Being an OS junkie, I am knee deep into what Longhorn may bring. WinFS being one of them, so off I went looking for info on what was being called a great new file system that was to be included in Longhorn.
Well it turns out that the acronym of WInFS is not Windows File System, its Windows Foo System. Foo you ask, yup thats right, Foo!
Basically it's a database to store metadata (data about data) of actual files (my guess is the file system will me a updated version of NTFS)
Having a database of this kind of data makes for very powerful search capabilities among many other cool possibilities.
Now taking a bit of a history lesson, Apple moving from complex metadata to something more like we have in the current windows world. The operating system knows less about any given file type now in OSX than it did in the classic MacOS. One of the reasons for moving away from metadata was to allow for better integration with operating systems.
For example, if you move a file away from a system that supports metadata to one that does not, you loose all that information, so how useful is the metadata in the long run then? not very.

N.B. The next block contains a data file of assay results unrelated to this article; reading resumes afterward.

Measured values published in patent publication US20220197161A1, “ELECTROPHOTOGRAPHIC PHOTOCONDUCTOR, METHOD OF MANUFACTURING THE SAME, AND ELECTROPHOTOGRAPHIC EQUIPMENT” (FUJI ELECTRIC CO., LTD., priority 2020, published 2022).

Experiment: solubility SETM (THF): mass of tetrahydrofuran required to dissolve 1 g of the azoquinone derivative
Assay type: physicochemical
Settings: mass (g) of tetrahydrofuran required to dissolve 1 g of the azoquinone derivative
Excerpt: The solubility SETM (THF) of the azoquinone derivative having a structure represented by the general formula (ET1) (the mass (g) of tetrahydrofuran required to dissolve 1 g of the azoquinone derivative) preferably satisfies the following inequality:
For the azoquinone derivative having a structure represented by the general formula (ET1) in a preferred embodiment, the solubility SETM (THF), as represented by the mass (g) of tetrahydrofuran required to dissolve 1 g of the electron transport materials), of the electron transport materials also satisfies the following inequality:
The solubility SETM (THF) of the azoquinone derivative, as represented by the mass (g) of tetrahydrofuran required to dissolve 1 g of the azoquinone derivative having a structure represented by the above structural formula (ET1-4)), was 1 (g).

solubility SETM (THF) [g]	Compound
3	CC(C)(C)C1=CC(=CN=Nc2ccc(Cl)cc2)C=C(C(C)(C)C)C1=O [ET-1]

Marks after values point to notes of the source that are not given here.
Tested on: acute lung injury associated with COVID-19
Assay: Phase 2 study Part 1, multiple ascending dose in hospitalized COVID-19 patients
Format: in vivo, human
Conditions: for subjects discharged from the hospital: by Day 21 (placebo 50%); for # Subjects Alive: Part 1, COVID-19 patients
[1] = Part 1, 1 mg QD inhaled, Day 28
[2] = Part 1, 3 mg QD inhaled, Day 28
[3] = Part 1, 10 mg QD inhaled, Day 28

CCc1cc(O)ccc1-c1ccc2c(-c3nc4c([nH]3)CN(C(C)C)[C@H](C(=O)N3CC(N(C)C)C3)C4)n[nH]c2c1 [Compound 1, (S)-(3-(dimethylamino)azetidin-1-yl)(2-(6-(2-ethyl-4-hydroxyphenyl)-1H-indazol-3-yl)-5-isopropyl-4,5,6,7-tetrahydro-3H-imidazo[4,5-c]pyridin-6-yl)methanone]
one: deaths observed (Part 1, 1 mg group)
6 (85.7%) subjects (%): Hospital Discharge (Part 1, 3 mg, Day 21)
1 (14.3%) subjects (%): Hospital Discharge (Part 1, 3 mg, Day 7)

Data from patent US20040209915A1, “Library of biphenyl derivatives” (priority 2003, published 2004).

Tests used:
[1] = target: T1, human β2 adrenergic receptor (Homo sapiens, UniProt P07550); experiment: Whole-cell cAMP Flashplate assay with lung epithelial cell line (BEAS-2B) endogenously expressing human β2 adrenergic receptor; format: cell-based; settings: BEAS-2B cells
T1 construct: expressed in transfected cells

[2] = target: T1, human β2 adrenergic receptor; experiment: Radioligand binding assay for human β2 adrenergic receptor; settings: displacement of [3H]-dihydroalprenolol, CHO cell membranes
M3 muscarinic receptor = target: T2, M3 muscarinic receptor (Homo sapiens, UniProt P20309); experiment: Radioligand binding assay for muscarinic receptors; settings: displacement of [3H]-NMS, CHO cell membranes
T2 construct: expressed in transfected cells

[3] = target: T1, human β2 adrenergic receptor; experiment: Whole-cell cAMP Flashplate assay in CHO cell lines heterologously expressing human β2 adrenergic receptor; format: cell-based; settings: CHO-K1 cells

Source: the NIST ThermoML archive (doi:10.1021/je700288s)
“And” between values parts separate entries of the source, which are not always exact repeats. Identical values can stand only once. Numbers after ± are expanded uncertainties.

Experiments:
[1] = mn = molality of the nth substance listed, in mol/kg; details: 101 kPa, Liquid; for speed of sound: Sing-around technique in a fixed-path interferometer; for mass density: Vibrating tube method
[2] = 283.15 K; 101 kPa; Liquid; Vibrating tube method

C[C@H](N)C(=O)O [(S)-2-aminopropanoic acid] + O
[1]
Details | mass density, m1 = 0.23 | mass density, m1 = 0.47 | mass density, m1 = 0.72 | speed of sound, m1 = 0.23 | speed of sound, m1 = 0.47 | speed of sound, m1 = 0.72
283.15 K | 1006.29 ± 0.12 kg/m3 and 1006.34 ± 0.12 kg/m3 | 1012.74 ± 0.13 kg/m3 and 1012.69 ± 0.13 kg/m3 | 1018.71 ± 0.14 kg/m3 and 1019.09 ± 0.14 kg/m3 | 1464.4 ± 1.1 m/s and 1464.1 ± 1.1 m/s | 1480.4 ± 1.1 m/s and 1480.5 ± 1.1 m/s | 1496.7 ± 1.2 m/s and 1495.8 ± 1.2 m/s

I do although think WinFS is a far step beyond anything Apple had before, since the metadata is stored not in the file as it was on the Mac, but in a database. But I think that in the end even moving the metadata between systems and file servers may prove to be difficult. I don't envy Microsoft for taking this on, it will be interesting to see how it turns out in the end.
Update: as per a readers comment, the Classic Mac platform put metadata in two places. The file and the "Desktop File" The Desktop file consisted of two hidden files: "Desktop DB" and "Desktop FS"
Given this information, apart from the SQL capabilities of WinFS, what so so cool about it? and if ultimately this concept of a database for metadata failed on a Mac, why makes Microsoft so sure that it will succeed?